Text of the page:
- CDC’s advisory committee on vaccination practices voted Thursday to recommend boosters for certain at-risk groups
- ACIP was unable to recommend a third dose until the FDA approved emergency use authorization for a third dose on Wednesday
- The booster was recommended for use in people 65 years of age and older and those 18 to 64 years of age with underlying medical conditions
- Committee votes against recommending a third dose to people at high risk because of their jobs
- The recommendations only apply to people who have received two doses of the Pfizer-BioNTech vaccine.
The Centers for Disease Control and Prevention (CDC) advisory committee has officially recommended the use of booster doses for the Pfizer-BioNTech COVID-19 vaccine in specific groups.
Members of the Advisory Committee on Immunization Practices (ACIP) unanimously voted to give the shot to people 65 and older and long-term care facility residents and 13 to Americans aged 50 to 64 with underlying medical conditions. -2.
Boosters were also recommended for people aged 18 to 49 with pre-existing conditions, but passing the vote 9-6 was too close with the recommendation.
However, the committee voted against recommended use for people at risk due to ‘occupational or institutional settings’ including healthcare workers, grocery store workers, teachers and grocery store workers, as well as prisons or homeless shelters.
This comes less than 24 hours after the US Food and Drug Administration (FDA) authorized a third Pfizer dose for these groups.
Until the FDA announced its decision, ACIP was unable to recommend a third dose, a necessary step before pharmacists or physicians could immunize patients.
The CDC is not obligated to follow the advisory group’s recommendations, but the agency rarely goes against ACIP’s guidance.
CDC’s Advisory Committee on Immunization Practices voted Thursday to recommend boosters for certain at-risk groups Image: CDC Headquarters in Atlanta, Georgia
CDC’s advisory committee has voted to recommend the booster for use in people age 65 and older and those aged 50 to 64 with underlying medical conditions. Pictured: Nurse Kevin Grellman gives 80-year-old Jose Gomez, 80, a third booster dose of Pfizer’s vaccine after his wife. Armida Gomez, 81, welcomes her in August 2021 in Pasadena, California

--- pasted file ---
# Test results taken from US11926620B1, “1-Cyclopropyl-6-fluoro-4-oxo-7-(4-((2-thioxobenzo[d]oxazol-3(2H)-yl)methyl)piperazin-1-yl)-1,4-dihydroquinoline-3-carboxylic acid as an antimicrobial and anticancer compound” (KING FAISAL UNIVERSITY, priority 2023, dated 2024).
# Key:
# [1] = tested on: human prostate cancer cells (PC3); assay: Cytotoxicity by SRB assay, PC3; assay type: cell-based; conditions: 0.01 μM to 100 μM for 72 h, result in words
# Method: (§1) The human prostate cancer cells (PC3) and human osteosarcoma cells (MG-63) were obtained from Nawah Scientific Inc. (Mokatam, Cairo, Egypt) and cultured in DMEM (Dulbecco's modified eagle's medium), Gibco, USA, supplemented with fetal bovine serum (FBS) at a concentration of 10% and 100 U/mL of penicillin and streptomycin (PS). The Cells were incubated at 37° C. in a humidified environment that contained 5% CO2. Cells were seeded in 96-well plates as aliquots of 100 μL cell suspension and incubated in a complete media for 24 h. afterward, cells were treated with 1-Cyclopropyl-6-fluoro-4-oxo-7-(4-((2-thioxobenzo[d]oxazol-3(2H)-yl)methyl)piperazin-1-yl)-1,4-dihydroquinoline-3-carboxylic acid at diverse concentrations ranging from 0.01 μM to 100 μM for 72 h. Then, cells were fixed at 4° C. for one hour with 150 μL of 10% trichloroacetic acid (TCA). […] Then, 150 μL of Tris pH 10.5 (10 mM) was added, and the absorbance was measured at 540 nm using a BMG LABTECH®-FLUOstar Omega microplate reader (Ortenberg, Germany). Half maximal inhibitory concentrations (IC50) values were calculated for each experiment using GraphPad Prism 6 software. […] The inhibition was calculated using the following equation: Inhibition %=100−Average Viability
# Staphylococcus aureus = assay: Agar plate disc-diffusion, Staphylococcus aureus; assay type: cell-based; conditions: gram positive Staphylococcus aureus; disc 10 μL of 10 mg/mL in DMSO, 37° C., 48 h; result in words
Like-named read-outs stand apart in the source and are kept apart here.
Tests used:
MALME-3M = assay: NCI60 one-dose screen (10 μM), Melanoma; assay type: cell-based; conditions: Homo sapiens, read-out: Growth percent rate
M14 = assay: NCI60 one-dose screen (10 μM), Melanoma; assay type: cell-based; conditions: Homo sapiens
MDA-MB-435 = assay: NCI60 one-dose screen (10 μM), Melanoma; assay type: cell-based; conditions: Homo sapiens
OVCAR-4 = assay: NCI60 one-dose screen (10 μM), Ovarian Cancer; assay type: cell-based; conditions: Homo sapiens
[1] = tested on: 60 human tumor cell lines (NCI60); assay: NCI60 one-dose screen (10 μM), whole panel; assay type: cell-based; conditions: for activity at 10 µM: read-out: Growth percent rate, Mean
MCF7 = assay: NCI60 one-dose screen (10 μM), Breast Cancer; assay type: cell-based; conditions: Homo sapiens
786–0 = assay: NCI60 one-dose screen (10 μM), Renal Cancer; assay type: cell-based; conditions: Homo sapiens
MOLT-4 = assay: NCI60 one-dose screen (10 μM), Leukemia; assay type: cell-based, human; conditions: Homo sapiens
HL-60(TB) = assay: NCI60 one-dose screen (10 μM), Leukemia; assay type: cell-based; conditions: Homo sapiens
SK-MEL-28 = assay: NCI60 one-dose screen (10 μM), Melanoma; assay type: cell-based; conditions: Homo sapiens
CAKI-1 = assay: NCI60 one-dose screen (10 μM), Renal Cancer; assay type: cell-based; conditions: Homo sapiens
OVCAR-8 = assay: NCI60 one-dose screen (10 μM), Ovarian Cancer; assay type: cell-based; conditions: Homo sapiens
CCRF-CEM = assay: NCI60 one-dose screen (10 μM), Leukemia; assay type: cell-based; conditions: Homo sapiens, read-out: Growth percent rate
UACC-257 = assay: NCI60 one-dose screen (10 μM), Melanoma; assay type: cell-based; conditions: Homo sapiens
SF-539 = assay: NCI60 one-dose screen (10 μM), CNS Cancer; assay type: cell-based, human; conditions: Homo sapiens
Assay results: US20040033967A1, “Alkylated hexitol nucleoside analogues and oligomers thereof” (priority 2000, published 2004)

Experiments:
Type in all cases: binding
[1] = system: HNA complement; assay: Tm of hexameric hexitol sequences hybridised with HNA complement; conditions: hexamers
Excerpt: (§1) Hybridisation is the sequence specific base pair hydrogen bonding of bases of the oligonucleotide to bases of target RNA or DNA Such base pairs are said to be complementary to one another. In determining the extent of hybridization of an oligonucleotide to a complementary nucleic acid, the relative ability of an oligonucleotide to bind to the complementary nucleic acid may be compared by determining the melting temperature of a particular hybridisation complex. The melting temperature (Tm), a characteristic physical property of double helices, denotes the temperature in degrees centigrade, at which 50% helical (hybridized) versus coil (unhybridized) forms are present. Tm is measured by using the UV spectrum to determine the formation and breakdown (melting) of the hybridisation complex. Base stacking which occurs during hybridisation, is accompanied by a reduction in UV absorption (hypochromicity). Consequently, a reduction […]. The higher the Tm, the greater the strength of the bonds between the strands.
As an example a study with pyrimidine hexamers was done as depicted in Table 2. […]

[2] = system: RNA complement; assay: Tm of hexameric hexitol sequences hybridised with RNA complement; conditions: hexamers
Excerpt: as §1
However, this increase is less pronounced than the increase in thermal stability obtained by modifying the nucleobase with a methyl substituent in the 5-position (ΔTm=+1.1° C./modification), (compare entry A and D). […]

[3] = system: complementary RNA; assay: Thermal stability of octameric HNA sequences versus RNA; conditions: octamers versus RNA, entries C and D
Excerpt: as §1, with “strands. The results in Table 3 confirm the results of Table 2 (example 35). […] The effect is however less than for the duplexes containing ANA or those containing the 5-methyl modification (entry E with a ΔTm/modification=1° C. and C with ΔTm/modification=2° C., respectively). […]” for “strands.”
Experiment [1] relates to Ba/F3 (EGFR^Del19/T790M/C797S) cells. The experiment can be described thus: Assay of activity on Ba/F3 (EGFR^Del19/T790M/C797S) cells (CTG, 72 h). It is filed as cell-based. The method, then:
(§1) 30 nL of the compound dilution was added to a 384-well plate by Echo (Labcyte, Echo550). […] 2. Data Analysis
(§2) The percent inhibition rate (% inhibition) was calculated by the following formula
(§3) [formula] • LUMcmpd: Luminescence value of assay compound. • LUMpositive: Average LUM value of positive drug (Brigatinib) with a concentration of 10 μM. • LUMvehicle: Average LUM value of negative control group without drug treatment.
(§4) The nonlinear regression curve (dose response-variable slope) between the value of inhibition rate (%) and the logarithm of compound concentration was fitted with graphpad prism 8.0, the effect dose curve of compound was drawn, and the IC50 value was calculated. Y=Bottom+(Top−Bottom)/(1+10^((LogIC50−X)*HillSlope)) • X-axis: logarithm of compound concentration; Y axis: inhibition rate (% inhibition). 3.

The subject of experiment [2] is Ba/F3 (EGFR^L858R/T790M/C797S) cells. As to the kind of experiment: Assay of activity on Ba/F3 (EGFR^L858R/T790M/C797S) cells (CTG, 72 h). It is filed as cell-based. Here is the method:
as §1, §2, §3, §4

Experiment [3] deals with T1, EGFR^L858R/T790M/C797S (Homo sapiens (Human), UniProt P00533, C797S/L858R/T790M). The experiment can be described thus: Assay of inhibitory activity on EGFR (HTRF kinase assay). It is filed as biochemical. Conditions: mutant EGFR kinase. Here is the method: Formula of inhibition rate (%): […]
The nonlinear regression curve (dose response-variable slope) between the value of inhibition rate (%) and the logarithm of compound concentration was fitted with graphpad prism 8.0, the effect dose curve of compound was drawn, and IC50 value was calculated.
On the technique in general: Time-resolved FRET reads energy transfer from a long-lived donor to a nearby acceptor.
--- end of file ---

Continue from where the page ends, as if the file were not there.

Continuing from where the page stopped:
Last month, boosters were approved for immunocompromised Americans who received the Pfizer or Moderna vaccine after data showed they were less likely to develop high antibody levels after two doses.
As of Friday, at least 2.3 million people in the US have received a booster dose, according to CDC data.
The White House also announced last month that booster shots will become available to all Americans starting September 20, as data suggests the effectiveness of the early shots has been downplayed.
At the time, Pfizer said its initial data showed that those who received a booster dose between six and 12 months after their last dose had a higher level of protection.
The company filed for emergency use authorization for the booster dose in late August and submitted the data to the FDA, which were made public last week.
NS documents suggest that protection from two doses of Pfizer vaccine decreases from 96.2 percent at seven days after dose 2 to 90.1 percent after two months to 83.7 percent after six months.
Pfizer said the data suggested a reduction in the efficacy of the two doses from 96.2% to 83.7% after six months, but the third dose increased antibody levels (above)
What’s more, he cited data from Israel showing people who were fully vaccinated in January 2021 had a 2.26-fold increased risk for breakthrough infection compared to those who were fully vaccinated in April 2021.
Another Israeli study discussed in the documents showed that the effectiveness against infection was 39 percent and against symptomatic disease was 40 percent from June 20, 2021 to July 17, 2021, when the delta variant was the dominant strain.
In comparison, between January and April, these rates were 95 per cent or more.
The team also released data from a clinical trial involving 23 Participants who took part in Pfizer’s early-stage trials last year.
Each had received two doses of the vaccine and was given a booster dose at least six months later.
11 of the participants were in Young adult groups aged 18 to 55 and 12 were aged 65 to 85.
After the third dose, neutralizing antibodies against the original strain of the virus increased five-fold in the 18 to 55 age group and seven-fold in the 65 to 85 age group.
Against the delta variant, antibody levels after the booster shot increased five-fold in the younger adult group and 12-fold in the older adult group.
But many scientists, including senior FDA officials, disagree and argue that vaccines are still highly effective in preventing serious illness and death.
FDA officials also expressed concern over the lack of data on the potential side effects of the third dose, especially for young adults who may be at risk of heart disease.
a different briefing document Also published last week, FDA scientists wrote in a skeptical tone about the need for booster shots.
Overall, the data indicate that currently US-licensed or authorized COVID-19 vaccines still provide protection against serious COVID-19 illness and death in the United States, the scientists wrote.
He added that studies on booster doses have presented conflicting findings and that there are ‘known and unknown biases that may affect their reliability’.